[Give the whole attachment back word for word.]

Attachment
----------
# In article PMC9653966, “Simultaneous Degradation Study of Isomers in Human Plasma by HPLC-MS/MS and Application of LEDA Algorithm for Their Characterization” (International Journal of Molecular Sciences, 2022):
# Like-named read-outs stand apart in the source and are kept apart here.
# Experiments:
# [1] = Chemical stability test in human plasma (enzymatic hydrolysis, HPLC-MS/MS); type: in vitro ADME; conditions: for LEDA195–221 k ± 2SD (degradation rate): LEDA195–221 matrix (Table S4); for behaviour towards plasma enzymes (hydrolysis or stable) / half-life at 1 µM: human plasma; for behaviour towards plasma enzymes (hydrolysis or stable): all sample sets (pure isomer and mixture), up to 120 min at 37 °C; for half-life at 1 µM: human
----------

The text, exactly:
# In article PMC9653966, “Simultaneous Degradation Study of Isomers in Human Plasma by HPLC-MS/MS and Application of LEDA Algorithm for Their Characterization” (International Journal of Molecular Sciences, 2022):
# Like-named read-outs stand apart in the source and are kept apart here.
# Experiments:
# [1] = Chemical stability test in human plasma (enzymatic hydrolysis, HPLC-MS/MS); type: in vitro ADME; conditions: for LEDA195–221 k ± 2SD (degradation rate): LEDA195–221 matrix (Table S4); for behaviour towards plasma enzymes (hydrolysis or stable) / half-life at 1 µM: human plasma; for behaviour towards plasma enzymes (hydrolysis or stable): all sample sets (pure isomer and mixture), up to 120 min at 37 °C; for half-life at 1 µM: human